Sunday, September 25, 2016

DC doing the decent thing, finally

I see the Smithsonian is opening its new branch on the National Mall in DC: the - you might well think - long overdue National Museum of African-American Culture and History. Never mind, they've done it now; and it's not as though it's a subject the city has completely ignored, as I discovered in 2014 at the Library of Congress. That Civil Rights exhibition (which displayed the above arrest warrant for Rosa Parks) has now ended, though, so it's good to see the subject properly addressed with what looks like typical Smithsonian thoroughness and respect. I'm already planning to give it plenty of time when I'm back there next year.
Having just been in South Africa, and earlier this year in Louisiana, it's a topic that feels very relevant - the photo above was taken in the fascinatingly eclectic Village Museum in Matjiesfontein ('bracelet', though?) - and I'm already prepared for a different take on the concept of museum guilt, which I felt, if only by proxy, in the Apartheid Museum in Johannesburg. Certainly, it seems that the struggle for universal civil rights and equality is as current and urgent as it has ever been, all around the world, even here in relatively inoffensive New Zealand. Rosa and Nelson would be so disappointed in us.

Saturday, September 10, 2016

So many spots!

Game drives are so yesterday! Today I tried different ways to experience the African bush. Up (again) at 5am – yes, it’s a holiday, but no, at game reserve lodges no-one sleeps in, that’s what afternoons are for – I went out with super-guide Chris for a nature walk. It sounds very tame, but please note that we were accompanied by Maybin, a camou-clad guard armed with a rifle, and there were serious instructions about keeping safe in case of a confrontation.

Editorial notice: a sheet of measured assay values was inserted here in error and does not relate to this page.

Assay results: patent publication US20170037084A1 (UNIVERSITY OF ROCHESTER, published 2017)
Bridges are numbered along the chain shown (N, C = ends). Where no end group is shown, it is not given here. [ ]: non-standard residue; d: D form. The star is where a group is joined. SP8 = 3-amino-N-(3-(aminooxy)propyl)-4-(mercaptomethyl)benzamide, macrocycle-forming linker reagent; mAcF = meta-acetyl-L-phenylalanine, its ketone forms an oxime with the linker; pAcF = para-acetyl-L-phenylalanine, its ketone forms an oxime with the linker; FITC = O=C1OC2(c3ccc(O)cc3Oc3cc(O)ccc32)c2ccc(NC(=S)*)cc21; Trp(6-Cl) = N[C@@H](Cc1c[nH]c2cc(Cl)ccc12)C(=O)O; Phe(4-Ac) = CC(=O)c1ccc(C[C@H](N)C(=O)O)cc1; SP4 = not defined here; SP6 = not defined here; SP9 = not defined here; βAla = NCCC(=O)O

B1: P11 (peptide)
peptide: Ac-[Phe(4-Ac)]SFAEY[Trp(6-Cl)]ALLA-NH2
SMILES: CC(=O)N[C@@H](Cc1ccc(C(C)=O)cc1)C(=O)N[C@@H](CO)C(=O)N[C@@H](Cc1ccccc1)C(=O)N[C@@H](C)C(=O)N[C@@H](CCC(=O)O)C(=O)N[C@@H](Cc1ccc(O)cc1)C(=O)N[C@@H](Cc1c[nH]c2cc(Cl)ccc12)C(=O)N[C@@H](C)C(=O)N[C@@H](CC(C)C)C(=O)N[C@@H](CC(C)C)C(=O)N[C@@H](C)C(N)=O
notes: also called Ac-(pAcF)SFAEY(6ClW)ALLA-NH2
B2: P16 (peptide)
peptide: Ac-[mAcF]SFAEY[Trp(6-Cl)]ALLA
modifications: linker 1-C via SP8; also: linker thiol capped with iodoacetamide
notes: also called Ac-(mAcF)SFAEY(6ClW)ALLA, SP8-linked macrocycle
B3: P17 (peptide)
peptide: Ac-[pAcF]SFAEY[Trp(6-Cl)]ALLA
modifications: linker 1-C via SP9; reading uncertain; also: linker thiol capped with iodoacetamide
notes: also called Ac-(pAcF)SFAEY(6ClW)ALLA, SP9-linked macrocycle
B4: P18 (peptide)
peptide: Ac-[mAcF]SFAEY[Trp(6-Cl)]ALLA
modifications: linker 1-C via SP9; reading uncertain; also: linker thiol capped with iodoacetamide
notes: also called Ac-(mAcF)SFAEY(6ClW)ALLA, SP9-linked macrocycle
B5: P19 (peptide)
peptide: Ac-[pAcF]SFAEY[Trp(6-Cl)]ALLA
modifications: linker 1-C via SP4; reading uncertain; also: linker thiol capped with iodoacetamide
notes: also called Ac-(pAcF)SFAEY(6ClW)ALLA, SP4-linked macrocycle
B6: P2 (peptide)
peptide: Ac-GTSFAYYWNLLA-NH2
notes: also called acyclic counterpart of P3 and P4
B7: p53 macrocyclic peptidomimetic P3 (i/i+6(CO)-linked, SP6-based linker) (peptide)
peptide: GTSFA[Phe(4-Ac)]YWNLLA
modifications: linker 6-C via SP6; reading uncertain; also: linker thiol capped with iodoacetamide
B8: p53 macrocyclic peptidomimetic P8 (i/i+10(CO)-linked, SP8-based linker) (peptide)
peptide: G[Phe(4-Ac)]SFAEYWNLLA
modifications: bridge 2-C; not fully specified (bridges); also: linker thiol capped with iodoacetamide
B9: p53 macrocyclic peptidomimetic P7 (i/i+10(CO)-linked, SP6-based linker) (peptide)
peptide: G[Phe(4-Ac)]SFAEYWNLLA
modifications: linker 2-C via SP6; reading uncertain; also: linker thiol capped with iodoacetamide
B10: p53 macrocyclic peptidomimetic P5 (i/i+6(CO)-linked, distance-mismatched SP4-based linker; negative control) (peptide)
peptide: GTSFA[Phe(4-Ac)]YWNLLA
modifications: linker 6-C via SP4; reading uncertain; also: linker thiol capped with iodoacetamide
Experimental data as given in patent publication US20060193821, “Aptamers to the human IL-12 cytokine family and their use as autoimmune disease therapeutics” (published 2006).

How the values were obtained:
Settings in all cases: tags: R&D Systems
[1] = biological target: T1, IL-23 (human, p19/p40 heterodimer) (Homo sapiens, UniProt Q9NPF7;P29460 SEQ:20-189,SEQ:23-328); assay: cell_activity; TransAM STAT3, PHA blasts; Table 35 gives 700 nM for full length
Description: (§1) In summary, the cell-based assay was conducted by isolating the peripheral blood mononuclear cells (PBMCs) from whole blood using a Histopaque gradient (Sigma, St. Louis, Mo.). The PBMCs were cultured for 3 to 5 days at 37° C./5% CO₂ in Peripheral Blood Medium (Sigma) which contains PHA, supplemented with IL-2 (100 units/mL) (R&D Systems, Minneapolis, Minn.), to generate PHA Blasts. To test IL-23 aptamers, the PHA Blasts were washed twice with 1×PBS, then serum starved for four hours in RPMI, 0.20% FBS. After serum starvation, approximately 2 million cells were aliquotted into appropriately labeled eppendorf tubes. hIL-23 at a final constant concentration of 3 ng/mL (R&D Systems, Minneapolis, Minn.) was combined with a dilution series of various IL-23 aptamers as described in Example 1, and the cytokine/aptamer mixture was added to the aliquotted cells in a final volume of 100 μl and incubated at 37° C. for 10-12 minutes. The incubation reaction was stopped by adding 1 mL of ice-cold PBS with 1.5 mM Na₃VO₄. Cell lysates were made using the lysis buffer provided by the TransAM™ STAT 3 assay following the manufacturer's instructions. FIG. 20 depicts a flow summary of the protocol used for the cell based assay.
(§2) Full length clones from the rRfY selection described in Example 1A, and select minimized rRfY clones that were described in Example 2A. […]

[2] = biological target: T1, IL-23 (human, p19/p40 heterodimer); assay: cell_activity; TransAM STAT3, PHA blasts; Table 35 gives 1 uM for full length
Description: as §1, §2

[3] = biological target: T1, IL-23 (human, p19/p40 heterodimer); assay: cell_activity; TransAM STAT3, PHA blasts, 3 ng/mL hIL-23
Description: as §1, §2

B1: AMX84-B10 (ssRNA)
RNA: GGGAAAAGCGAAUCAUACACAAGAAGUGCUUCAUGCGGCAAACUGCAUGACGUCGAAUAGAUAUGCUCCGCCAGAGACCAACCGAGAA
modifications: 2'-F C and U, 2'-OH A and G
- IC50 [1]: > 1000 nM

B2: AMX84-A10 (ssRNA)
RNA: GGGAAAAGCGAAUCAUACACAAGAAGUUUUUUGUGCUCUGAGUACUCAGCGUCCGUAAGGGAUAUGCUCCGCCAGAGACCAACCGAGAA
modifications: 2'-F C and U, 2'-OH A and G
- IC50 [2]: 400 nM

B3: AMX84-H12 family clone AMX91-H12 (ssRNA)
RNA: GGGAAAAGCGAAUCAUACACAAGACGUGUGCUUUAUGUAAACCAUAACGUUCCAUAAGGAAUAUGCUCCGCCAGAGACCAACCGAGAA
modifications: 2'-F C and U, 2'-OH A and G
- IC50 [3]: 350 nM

The big animals were not our focus this morning and, apart from being trumpeted at by a stroppy elephant we drove past, we saw none on our walk, fortunately – Maybin’s instruction is to shoot to kill if an aggressive animal approaches within 5 metres (which seems pretty close to me). The closest encounter we had, as it happens, was with an antlion which, despite the name, is the small larvae of a kind of fly. Having done a lifetime’s preparation for Africa courtesy of David Attenborough, I was able to score points with Chris for being able to identify the antlion, the hippo skull we came across and the calcium-white hyaena droppings – but I still learned a lot too.

Elephant dung infusions as a cure for asthma, for example, doves using ant-sprayed formic acid to rid themselves of fleas, leopards at risk of attack by baboons during the day, but vice versa at night… Chris knows so much, and is keen to share. So it wasn’t an eventful outing, but it was fascinating.
Once back at the lodge, though, things got exciting. Wandering along from our suite towards the main building for lunch, we had to take a side entrance because there was an elephant and her calf in the way. The resort is unfenced, and this sort of thing is not unusual. Today the eles took their time poking about right outside the building – at one stage it looked possible they might enter – feeding on grass and leaves. The mother even stepped very delicately over the railings to stand on the path, the better to reach seedpods in the tree over it. This was a bitter inconvenience: she was blocking the way to the bar where we’d planned to have a beer. Tch!
But a waiter went the long way round to fetch the drinks for us, and we settled down to our lunch on the deck as the elephants began to move off. Then, a shout and a clatter of breaking crockery: we rushed to see, and it was an unsuspecting waiter, bringing a tray of desserts from the kitchen, being surprised by the eles at close quarters and not unnaturally taking fright. The real tragedy was the waste of the pudding portions – it was quite the best lemon meringue pie I’ve ever tasted.